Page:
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How I came to publish for Kindle.

July 18, 2011
My career in traditional print format began shortly after graduating from the University of Glasgow where I’d gained a Master of Arts degree with honours in English Language and Literature.  I entered and was a winner of the inaugural Canongate Prize for New Writing with my short story Choose Your Future.  This story became my first published work in the prize-winning anthology Scotland into the New Era.
From there I went on to win another short story competition, the EndPapers Tales Series, with my story The Waster’s Tale.  This was published in the anthology Glasgow Tales and I completed a post-graduate Master of Letters degree in Creative Writing at the University of St. Andrews.  Whilst at St. Andrews we put together an anthology for the course called Scores 4 to which I contributed a story Recycling.
Three months ago I bought a Kindle and decided to put together a collection of short stories to try out the burgeoning e-Book market.  I believe that e-Readers are revolutionising the publishing industry and that the complete artistic control and seventy percent royalties offered by Amazon are the way forward for authors. I also think that the short story form will be revitalised as the use of e-Readers and smart phone apps for reading become more prevalent in today’s increasingly fast paced society.
I’ve titled my e-Book Kindling and it collects my three previously published stories along with nine new stories.  It is written in a variety of styles and deals with a wide selection of themes, from the experimental second person narration of Choose Your Future to The Tell-Tale Trunk, a contemporary reworking of Edgar Allan Poe’s classic The Tell-Tale Heart.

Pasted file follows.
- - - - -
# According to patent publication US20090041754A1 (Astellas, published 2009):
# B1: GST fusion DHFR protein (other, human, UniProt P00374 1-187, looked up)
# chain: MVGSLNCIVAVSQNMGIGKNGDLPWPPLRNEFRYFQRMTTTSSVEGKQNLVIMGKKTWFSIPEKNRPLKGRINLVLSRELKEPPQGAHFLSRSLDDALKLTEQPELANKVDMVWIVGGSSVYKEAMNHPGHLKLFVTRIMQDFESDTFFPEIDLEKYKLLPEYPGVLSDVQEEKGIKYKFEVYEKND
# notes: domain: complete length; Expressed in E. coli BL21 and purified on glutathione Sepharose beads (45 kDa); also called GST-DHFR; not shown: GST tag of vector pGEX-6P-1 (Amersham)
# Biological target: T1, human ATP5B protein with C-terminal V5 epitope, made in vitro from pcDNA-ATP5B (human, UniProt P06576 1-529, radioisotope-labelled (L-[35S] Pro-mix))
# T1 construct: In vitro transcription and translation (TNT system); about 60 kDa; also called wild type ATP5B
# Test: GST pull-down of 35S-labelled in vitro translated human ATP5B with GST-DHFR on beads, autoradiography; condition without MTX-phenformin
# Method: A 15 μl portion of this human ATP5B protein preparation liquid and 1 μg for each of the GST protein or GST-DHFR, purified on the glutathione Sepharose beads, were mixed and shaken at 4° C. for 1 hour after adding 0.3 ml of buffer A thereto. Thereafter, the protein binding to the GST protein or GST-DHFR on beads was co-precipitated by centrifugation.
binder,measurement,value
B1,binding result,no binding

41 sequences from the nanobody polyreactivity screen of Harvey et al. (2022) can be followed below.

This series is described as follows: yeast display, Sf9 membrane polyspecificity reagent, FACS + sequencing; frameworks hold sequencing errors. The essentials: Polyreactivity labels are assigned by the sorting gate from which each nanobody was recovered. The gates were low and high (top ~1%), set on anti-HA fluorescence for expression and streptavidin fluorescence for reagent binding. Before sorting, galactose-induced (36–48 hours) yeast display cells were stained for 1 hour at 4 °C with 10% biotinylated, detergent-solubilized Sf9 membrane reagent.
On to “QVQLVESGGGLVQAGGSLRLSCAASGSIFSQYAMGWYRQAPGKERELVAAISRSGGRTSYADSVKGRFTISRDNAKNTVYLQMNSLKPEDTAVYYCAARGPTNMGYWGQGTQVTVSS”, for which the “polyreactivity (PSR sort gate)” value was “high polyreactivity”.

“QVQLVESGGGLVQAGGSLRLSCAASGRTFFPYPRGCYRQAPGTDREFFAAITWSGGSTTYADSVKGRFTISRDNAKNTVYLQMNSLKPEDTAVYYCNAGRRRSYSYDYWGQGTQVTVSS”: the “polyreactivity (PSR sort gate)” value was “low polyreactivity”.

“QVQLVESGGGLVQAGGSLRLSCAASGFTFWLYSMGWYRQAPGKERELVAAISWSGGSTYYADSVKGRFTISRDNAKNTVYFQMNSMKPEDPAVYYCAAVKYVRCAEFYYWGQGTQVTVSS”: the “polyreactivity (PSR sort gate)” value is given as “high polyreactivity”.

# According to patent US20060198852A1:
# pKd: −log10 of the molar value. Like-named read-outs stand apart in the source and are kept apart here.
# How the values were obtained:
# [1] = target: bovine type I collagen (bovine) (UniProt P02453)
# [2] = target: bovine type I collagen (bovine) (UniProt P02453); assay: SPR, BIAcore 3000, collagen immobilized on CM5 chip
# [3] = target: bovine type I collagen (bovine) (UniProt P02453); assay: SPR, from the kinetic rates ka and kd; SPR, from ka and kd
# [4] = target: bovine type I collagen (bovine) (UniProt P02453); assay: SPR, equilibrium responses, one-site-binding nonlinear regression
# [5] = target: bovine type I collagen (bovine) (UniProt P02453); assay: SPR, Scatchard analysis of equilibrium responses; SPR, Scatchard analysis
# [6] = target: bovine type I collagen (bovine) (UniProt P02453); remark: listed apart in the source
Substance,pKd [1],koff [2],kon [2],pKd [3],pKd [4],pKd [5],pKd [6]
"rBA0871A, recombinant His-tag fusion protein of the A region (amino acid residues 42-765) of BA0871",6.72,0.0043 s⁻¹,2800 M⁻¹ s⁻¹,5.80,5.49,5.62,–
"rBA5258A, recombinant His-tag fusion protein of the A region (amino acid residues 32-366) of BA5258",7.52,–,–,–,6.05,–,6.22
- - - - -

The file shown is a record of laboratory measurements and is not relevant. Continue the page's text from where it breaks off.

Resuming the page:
Now I am concentrating on finishing off a novella called Glastonbury and then continuing work on my first novel.
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4 Comments
  1. Artistic control. That’s where its at. We’re no longer bound by the short-sightedness of traditional publishing houses. The sky is the limit, whether it be writing a book with an unconventional story structure or dealing with a controversial subject the majors don’t want to touch. In every form of media, the DIY age is taking over.

  2. I completely agree with you there Patrick. The publishing industry is being revolutionised by the new technologies available to both readers and writers.

  3. It’s a revolution which is only just beginning. Just downloaded your book Stephen, though it’s gone to my new birthday Kindle which I won’t get for a week.

    Good luck with your books.

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